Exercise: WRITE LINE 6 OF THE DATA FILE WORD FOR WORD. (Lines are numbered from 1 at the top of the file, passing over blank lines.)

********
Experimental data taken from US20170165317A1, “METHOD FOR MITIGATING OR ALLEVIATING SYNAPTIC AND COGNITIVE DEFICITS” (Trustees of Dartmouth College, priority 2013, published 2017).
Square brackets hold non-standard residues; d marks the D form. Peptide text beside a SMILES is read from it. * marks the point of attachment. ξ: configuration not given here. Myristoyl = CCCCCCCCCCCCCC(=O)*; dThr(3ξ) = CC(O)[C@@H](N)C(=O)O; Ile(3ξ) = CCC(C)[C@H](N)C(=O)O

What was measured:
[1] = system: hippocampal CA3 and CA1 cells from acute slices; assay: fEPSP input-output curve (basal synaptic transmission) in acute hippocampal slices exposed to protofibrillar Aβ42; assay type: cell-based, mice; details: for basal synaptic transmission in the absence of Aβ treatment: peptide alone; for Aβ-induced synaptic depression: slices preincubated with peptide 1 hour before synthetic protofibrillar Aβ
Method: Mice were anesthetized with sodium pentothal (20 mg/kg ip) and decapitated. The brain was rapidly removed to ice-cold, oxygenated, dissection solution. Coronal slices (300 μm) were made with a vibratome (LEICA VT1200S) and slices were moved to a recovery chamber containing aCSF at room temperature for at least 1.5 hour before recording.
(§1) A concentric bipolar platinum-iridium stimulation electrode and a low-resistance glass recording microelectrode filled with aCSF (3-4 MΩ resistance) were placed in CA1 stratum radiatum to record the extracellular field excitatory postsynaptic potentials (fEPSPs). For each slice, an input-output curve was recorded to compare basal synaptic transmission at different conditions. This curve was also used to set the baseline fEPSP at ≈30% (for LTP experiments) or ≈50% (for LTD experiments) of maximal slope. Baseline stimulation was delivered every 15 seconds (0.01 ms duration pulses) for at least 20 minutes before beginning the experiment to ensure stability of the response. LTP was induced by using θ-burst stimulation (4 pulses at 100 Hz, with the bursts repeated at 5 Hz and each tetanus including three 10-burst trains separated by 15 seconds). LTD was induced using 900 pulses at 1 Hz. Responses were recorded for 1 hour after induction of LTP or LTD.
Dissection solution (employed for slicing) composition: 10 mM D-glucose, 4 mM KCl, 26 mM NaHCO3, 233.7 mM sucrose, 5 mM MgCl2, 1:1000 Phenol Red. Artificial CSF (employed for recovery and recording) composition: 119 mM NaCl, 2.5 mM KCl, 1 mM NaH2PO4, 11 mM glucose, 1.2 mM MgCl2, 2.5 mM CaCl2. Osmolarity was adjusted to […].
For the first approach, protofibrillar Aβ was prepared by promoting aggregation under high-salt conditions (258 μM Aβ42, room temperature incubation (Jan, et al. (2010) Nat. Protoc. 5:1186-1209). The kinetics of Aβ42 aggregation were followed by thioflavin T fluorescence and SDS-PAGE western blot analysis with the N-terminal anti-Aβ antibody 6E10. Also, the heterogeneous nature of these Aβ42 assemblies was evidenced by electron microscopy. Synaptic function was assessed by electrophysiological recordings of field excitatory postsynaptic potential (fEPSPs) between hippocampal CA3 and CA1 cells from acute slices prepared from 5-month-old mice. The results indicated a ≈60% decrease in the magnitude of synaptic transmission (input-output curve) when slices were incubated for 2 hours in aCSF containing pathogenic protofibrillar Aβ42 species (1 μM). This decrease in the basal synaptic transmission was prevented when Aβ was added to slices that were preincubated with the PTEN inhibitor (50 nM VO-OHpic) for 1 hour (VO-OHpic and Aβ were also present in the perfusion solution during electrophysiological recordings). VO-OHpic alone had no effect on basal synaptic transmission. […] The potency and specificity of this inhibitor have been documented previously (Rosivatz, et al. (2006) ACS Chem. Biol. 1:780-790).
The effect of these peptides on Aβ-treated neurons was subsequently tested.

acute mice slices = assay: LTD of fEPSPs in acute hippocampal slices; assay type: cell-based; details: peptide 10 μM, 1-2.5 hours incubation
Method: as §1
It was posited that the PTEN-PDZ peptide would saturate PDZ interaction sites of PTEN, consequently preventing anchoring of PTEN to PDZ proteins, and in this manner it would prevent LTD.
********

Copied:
(§1) A concentric bipolar platinum-iridium stimulation electrode and a low-resistance glass recording microelectrode filled with aCSF (3-4 MΩ resistance) were placed in CA1 stratum radiatum to record the extracellular field excitatory postsynaptic potentials (fEPSPs). For each slice, an input-output curve was recorded to compare basal synaptic transmission at different conditions. This curve was also used to set the baseline fEPSP at ≈30% (for LTP experiments) or ≈50% (for LTD experiments) of maximal slope. Baseline stimulation was delivered every 15 seconds (0.01 ms duration pulses) for at least 20 minutes before beginning the experiment to ensure stability of the response. LTP was induced by using θ-burst stimulation (4 pulses at 100 Hz, with the bursts repeated at 5 Hz and each tetanus including three 10-burst trains separated by 15 seconds). LTD was induced using 900 pulses at 1 Hz. Responses were recorded for 1 hour after induction of LTP or LTD.